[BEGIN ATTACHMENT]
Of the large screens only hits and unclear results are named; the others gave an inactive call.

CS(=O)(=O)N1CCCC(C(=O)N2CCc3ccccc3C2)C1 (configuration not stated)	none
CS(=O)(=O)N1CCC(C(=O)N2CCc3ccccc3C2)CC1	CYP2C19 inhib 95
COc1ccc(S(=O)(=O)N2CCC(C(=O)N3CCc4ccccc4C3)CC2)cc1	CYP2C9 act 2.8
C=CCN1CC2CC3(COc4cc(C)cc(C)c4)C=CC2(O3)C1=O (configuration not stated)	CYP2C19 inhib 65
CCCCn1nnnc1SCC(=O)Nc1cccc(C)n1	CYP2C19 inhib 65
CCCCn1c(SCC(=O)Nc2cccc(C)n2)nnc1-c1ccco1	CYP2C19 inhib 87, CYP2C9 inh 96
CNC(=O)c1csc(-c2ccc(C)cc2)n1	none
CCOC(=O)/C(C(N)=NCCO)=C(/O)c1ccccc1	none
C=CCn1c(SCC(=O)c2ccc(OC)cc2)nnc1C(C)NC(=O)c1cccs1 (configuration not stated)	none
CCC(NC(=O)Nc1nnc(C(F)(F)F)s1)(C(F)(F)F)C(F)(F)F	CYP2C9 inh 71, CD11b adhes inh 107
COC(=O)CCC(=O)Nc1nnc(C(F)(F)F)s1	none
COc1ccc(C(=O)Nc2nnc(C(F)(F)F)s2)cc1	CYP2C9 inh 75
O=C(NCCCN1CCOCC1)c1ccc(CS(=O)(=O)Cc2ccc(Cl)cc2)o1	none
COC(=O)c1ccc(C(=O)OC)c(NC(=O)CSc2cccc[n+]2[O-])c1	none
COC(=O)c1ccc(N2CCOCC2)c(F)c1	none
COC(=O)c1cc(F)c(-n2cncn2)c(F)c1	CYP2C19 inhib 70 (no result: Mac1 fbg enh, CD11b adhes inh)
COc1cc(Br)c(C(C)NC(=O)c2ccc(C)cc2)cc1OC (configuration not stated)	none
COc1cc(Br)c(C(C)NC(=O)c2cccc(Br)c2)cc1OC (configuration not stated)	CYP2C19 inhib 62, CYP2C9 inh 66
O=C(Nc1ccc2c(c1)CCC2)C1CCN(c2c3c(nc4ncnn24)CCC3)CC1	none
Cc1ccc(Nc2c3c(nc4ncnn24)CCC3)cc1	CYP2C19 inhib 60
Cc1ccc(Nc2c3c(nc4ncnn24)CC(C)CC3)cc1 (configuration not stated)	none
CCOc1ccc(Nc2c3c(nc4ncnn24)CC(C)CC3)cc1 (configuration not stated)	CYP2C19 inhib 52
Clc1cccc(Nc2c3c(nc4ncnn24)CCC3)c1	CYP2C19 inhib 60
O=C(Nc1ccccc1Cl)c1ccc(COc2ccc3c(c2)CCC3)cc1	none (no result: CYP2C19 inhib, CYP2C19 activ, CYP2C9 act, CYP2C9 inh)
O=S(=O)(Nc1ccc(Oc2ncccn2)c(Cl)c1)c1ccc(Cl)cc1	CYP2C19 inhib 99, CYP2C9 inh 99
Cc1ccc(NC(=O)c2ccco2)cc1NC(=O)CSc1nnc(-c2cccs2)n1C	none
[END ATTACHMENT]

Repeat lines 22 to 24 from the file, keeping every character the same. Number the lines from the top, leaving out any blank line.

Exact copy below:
Cc1ccc(Nc2c3c(nc4ncnn24)CC(C)CC3)cc1 (configuration not stated)	none
CCOc1ccc(Nc2c3c(nc4ncnn24)CC(C)CC3)cc1 (configuration not stated)	CYP2C19 inhib 52
Clc1cccc(Nc2c3c(nc4ncnn24)CCC3)c1	CYP2C19 inhib 60